Enhancing quality in GI health care

 

How do you/we choose from all those who wish to serve us, whether restauranteurs, plumbers or doctors? How do we know which or who is good, or even excellent? Locally we can rely on our own experience and the recommendations of friends. But it is more difficult away from home. Some things like restaurants and hotels (and their guides) have grading systems, and the web is full of reviews by consumers that may influence our decisions. Price is a factor also. But choosing a doctor is much more difficult.

As I get older I begin to think more like a potential patient than a provider. How can I be sure of getting good treatment if I am dragged off a distant golf course in an emergency? Surely, hospitals only permit competent specialists to practice in their facilities? A recent survey suggests that is not always true, at least for one procedure that I know well.  “A survey of Credentialing for ERCP in United States”.  Published in Gastrointestinal Endoscopy, on line March 2017. I have written an editorial for Clinical Gastroenterology and Hepatology on how that situation might be improved, but the issue is much broader, and some of the same remedies apply.

Firstly, patients deserve to know more about their potential doctors, which means that we should all be comfortable collecting our performance data, and making it available when requested by anyone interested (patients, payers and even plaintiff lawyers). My repeated cry for gastroenterologists to keep “report cards” has been largely ignored, so far. There is a national system (GIUQIC) for reporting and benchmarking performance in the commonest endoscopic procedures, colonoscopy and upper endoscopy, but not for ERCP, by far the most hazardous. Most crucial is the fact that reporting is voluntary, and the less competent are unlikely to participate.

Of course, the overarching answer is for all of us to strive continuously to improve the quality of practice. There are plenty of erudite books, journals and meetings to help us, but there are few resources focused acutely on enhancing the patient experience.

Thus, I was recently pleased to join the board of SE HealthcareQualityConsulting, a company which provides resources to enhance safety and efficiency in many specialist domains. I have helped to develop the GI-specific Physician Empowerment suite of tools, designed to measure and improve patient experience and clinical effectiveness.

I hope that you will take a look at the “GI bundle” at www.sehqc.com.

If you want to hear more, feel free to contact me at petercotto@gmail.com or call Stacia Pearce at 717.805.7829

 

A National Health system in USA?

The current bizarre health care “discussions” in Washington prompt me to comment. I grew up with, and served in, the National Health Service in Britain. When initiated in 1947 it was relatively inexpensive, since medical care was much less complex and most people died soon after retirement, if not before. The funding did not keep upContinue Reading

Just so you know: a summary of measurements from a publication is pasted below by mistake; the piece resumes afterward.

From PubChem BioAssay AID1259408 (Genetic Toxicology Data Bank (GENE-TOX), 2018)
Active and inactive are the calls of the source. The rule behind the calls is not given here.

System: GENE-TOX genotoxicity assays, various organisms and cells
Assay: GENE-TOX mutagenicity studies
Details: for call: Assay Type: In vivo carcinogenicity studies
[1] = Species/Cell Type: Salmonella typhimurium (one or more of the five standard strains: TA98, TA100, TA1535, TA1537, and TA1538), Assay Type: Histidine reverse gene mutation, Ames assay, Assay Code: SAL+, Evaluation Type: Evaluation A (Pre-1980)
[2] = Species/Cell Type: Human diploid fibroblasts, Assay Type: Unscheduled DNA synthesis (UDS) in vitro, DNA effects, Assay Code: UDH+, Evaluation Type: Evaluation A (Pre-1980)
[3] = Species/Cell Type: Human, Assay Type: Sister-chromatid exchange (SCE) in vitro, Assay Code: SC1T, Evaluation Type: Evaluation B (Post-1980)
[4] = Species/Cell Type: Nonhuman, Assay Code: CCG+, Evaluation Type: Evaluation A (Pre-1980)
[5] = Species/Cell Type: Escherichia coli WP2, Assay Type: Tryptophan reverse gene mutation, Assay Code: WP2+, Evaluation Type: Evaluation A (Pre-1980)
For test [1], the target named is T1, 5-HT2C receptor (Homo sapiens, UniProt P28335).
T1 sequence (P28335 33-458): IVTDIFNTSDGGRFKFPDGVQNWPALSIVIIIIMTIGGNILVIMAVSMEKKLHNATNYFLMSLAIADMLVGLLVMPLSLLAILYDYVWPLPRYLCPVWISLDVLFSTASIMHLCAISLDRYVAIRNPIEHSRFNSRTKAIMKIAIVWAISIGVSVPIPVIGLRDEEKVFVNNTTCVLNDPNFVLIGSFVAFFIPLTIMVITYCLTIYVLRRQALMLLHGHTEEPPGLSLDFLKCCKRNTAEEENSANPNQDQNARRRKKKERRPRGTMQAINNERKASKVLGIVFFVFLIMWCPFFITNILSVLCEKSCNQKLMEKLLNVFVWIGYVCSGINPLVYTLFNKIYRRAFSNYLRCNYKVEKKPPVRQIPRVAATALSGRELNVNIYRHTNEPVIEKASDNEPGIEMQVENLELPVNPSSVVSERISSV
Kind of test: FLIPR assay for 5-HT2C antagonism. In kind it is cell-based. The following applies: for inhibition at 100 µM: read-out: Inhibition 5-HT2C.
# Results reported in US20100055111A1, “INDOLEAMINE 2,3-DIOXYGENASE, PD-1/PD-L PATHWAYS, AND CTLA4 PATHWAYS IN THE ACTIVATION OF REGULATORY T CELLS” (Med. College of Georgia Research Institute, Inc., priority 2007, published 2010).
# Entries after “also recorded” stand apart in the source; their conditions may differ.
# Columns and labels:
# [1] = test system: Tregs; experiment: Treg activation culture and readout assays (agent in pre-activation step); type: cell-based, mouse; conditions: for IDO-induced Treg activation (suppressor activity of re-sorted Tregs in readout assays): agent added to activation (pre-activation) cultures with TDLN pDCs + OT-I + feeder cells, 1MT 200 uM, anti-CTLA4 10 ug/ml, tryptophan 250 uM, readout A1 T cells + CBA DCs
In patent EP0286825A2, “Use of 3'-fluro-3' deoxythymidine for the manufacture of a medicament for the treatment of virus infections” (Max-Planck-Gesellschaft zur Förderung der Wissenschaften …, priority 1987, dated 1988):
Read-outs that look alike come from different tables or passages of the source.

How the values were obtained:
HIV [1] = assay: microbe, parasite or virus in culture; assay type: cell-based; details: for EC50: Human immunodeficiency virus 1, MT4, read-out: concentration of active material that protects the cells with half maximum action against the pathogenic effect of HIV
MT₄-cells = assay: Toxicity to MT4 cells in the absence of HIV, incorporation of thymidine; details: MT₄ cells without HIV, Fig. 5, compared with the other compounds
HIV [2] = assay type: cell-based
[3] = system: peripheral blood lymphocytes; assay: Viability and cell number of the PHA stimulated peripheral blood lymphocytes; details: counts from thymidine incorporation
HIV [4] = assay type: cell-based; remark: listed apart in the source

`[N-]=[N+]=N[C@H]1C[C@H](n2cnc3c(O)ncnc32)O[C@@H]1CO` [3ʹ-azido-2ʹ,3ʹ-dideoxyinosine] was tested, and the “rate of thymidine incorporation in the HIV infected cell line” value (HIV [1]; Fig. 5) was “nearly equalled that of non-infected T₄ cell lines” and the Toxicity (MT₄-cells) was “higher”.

I don’t often sing, but….

I think I was selected for the choir at school for my looks rather than my voice. Indeed, I was asked to open and close my mouth , but try not to let any sounds out My reluctance to sing ever since was finally overcome during an emotional celebration of our 25th wedding anniversary at ourContinue Reading

Fred and friends go to the beach!

Delighted to announce that the 5th book about Fred the friendly snake is now published. Jack the boy’s Dad comes home from a trip and takes the whole family with Fred, Bernadette, Jungle Jim and all the animals on the ferry to Dewees island, where I live. They have a great time, but had aContinue Reading

International reunion on Dewees

One of the great benefits of my career has been to meet (some as trainees) special people from many countries, some of which have become closest friends. There is now a “gang” that meets every year or so in diverse places, consisting of five Australian couples (Tim and Susy Heap, Tony and Michelle Clarke, PaulContinue Reading

South Africa part three – CapeTown

After the wonderful week in the game parks with family, Marion and I headed to CapeTown, where I was to be visiting professor at Groote Schuur hospital. We splurged by arriving on the famous Blue Train from Pretoria. 36 hours of pampering, with great (too much) food. The landscape was rather monotonous until the mountainousContinue Reading

With family in South Africa – Phinda Mountain lodge

  We couldn’t believe that anything could top Makakatana, but Phinda did.   Great accommodation, with a plunge pool at each room. super service and food (too much). We had awesome rangers, Andy and Eric, and their trackers, Sibu and Mr M. Very knowledgeable but also fun. Nothing was too much trouble.      Continue Reading

With family in South Africa- Makakatana

Marion and I were so lucky to have been able to take all the English family on Safari earlier this month. We were actually 4 days late leaving USA (it took a total of 93 hours to get from Charleston to Johannesburg, another story), but arrived in time at Makakatana game park in KwaZuluNatal toContinue Reading

We lost a gentle man this week

Marion Wier passed peacefully a few days after his 74th birthday. He had a rare disease for which he had a successful bone marrow transport 15 years ago, but it came back with a vengeance and unresponsive to medication. He bore his illness with the grace that typified his life. His oldest son, Alex, wroteContinue Reading

The MagniFISHant seven gets a trophy!

Modesty has prevented me from previously blogging or bragging about my fishing talents. Truth to say that they have been somewhat hidden, but class has a way of finding its way to prominence. I am proud to announce that my team – the MagniFISHant seven– was on the podium yesterday when the prizes were awardedContinue Reading